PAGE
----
Friday, December 18, 2009

That Health-Care Tax Pledge

From the Wall Street

'If your family earns less than $250,000 a year, you will not see your taxes increased a single dime. I repeat: not one single dime." So spoke Barack Obama at his first address to Congress in February. We're about to find out if the President cares about that promise as much he does passing a health-care bill.

Congressional Democrats have loaded up their health bills with provisions raising taxes on the middle-class by stacks and stacks of dimes. And Senate Democrats on Tuesday made clear they won't be bound by the President's vow; 54 voted to kill Idaho Republican Mike Crapo's amendment to strip the bill of taxes on families earning less than $250,000 and individuals earning less than $200,000.

Those tax hits include a mandate of up to $750 a year for Americans who fail to purchase health insurance; new levies on small businesses (many of which file individual tax returns) that don't offer health care to employees; new tax penalties on health savings accounts and flexible spending accounts; and higher taxes on medical spending, including restrictions on medical itemized deductions, as well as taxes on cosmetic surgery. A Senate Finance Committee minority staff report finds that by 2019 more than 42 million individuals and families—or 25% of all tax returns under $200,000—will on average see their taxes go up because of the Senate bill. And that's after government subsidies.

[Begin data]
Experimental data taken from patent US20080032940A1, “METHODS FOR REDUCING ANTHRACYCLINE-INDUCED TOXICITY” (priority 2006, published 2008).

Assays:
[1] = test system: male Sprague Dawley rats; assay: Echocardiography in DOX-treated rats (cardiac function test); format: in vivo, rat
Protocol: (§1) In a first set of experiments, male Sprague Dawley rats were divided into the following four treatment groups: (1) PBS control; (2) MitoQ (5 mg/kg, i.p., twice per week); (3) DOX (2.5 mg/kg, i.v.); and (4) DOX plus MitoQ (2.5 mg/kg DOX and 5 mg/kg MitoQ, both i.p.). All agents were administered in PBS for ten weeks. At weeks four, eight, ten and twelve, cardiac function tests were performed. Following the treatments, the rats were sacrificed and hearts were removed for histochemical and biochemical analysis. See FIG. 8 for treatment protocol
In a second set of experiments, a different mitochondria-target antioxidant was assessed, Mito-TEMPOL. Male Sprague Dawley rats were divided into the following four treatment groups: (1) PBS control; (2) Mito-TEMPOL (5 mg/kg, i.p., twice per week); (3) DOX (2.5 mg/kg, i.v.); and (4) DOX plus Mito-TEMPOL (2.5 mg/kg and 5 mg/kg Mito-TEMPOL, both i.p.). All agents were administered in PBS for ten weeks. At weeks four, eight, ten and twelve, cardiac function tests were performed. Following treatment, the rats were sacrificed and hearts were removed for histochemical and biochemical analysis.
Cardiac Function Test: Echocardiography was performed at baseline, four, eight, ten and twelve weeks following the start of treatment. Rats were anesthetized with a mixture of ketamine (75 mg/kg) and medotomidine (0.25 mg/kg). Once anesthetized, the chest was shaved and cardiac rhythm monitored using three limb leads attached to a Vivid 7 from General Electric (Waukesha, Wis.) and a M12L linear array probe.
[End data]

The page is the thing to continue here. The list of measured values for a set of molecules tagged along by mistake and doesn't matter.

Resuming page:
This profusion of tax hikes is central to the Democratic fiction that the Senate bill is budget neutral. And because many Senate Democrats are cool to the House proposal to fund legislation with a surtax on the "wealthy," many of these middle-tax hikes will likely remain in final legislation. Yet President Obama is embracing the bill.

Democrats are instead trying to claim that some taxes really aren't taxes. The President in September engaged in a debate with ABC's George Stephanopoulos, with the President arguing that the individual mandate isn't a tax since it is for the good of America. Michigan Senator Debbie Stabenow says increasing the amount of medical expenses a person must accumulate before deducting them also isn't a tax because "most Americans" don't itemize. Except the millions of middle-class Americans who do. Democrats have argued their restrictions on health savings accounts simply close "tax loopholes" and therefore also aren't new taxes.

Blog Archive